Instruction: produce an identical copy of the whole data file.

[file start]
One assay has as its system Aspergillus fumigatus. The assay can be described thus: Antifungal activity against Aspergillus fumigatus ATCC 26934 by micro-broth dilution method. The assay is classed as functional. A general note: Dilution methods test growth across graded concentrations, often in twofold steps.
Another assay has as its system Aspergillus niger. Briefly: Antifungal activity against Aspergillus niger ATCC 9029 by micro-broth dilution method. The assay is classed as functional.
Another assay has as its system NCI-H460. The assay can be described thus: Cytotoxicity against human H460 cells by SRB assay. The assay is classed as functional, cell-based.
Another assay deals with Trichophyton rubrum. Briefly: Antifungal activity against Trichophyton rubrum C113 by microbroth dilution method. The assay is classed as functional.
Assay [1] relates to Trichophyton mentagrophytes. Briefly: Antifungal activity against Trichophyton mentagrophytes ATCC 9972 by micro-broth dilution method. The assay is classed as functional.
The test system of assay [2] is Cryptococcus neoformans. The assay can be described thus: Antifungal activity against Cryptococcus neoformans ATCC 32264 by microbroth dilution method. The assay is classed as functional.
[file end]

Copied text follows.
One assay has as its system Aspergillus fumigatus. The assay can be described thus: Antifungal activity against Aspergillus fumigatus ATCC 26934 by micro-broth dilution method. The assay is classed as functional. A general note: Dilution methods test growth across graded concentrations, often in twofold steps.
Another assay has as its system Aspergillus niger. Briefly: Antifungal activity against Aspergillus niger ATCC 9029 by micro-broth dilution method. The assay is classed as functional.
Another assay has as its system NCI-H460. The assay can be described thus: Cytotoxicity against human H460 cells by SRB assay. The assay is classed as functional, cell-based.
Another assay deals with Trichophyton rubrum. Briefly: Antifungal activity against Trichophyton rubrum C113 by microbroth dilution method. The assay is classed as functional.
Assay [1] relates to Trichophyton mentagrophytes. Briefly: Antifungal activity against Trichophyton mentagrophytes ATCC 9972 by micro-broth dilution method. The assay is classed as functional.
The test system of assay [2] is Cryptococcus neoformans. The assay can be described thus: Antifungal activity against Cryptococcus neoformans ATCC 32264 by microbroth dilution method. The assay is classed as functional.